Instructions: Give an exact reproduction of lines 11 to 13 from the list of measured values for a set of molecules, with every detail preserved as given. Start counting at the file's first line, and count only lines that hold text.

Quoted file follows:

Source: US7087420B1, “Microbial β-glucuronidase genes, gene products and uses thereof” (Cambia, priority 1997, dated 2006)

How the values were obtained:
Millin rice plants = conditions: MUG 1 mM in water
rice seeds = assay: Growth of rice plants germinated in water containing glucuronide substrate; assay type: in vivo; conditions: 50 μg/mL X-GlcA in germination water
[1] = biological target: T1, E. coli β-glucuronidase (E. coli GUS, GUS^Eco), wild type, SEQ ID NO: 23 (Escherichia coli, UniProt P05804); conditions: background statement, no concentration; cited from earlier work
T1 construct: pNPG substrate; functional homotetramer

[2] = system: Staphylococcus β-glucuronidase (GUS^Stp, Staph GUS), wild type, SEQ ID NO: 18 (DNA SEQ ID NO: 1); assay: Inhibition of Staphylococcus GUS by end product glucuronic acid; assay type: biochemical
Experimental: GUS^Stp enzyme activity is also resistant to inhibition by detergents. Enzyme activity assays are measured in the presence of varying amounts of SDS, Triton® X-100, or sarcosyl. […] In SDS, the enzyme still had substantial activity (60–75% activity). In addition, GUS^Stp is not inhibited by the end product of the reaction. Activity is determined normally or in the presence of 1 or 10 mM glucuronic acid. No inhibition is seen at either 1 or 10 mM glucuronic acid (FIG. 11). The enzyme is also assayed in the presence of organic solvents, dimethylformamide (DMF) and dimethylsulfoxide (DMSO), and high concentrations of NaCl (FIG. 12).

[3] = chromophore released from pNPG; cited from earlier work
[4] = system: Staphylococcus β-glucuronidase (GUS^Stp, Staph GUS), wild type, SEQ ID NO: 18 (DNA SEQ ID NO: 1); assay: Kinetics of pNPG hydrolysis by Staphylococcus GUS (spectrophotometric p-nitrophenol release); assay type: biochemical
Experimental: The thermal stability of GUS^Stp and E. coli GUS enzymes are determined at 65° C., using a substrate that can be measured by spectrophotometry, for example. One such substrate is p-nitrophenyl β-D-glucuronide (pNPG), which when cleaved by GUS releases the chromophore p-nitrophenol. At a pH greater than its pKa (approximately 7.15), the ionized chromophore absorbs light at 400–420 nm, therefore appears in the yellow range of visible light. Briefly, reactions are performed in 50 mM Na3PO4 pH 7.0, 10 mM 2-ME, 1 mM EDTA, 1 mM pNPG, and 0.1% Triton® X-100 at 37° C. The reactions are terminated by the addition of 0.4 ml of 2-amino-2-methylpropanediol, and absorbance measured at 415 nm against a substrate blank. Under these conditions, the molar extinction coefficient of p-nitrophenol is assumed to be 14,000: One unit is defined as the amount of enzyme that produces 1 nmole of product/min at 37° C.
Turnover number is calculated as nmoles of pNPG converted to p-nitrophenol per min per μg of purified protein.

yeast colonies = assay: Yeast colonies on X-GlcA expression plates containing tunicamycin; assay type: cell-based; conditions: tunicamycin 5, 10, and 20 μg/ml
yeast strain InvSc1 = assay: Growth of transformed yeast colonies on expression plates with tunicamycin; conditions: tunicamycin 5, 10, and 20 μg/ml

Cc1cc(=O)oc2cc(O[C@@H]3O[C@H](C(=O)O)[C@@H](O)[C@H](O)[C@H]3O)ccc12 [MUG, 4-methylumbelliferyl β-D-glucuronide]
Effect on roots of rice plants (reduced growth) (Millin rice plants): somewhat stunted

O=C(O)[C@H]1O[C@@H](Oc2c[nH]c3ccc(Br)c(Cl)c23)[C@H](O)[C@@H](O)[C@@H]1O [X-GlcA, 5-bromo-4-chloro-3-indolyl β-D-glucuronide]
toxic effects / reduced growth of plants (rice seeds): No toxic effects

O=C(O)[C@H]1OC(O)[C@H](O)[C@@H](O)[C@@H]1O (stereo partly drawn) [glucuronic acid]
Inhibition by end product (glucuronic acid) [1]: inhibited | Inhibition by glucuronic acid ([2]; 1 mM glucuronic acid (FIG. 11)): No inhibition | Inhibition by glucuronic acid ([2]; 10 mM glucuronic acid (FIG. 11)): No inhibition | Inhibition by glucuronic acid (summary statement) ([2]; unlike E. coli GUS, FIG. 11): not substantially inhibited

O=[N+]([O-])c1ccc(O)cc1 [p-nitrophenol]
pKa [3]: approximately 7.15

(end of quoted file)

Experimental: The thermal stability of GUS^Stp and E. coli GUS enzymes are determined at 65° C., using a substrate that can be measured by spectrophotometry, for example. One such substrate is p-nitrophenyl β-D-glucuronide (pNPG), which when cleaved by GUS releases the chromophore p-nitrophenol. At a pH greater than its pKa (approximately 7.15), the ionized chromophore absorbs light at 400–420 nm, therefore appears in the yellow range of visible light. Briefly, reactions are performed in 50 mM Na3PO4 pH 7.0, 10 mM 2-ME, 1 mM EDTA, 1 mM pNPG, and 0.1% Triton® X-100 at 37° C. The reactions are terminated by the addition of 0.4 ml of 2-amino-2-methylpropanediol, and absorbance measured at 415 nm against a substrate blank. Under these conditions, the molar extinction coefficient of p-nitrophenol is assumed to be 14,000: One unit is defined as the amount of enzyme that produces 1 nmole of product/min at 37° C.
Turnover number is calculated as nmoles of pNPG converted to p-nitrophenol per min per μg of purified protein.

yeast colonies = assay: Yeast colonies on X-GlcA expression plates containing tunicamycin; assay type: cell-based; conditions: tunicamycin 5, 10, and 20 μg/ml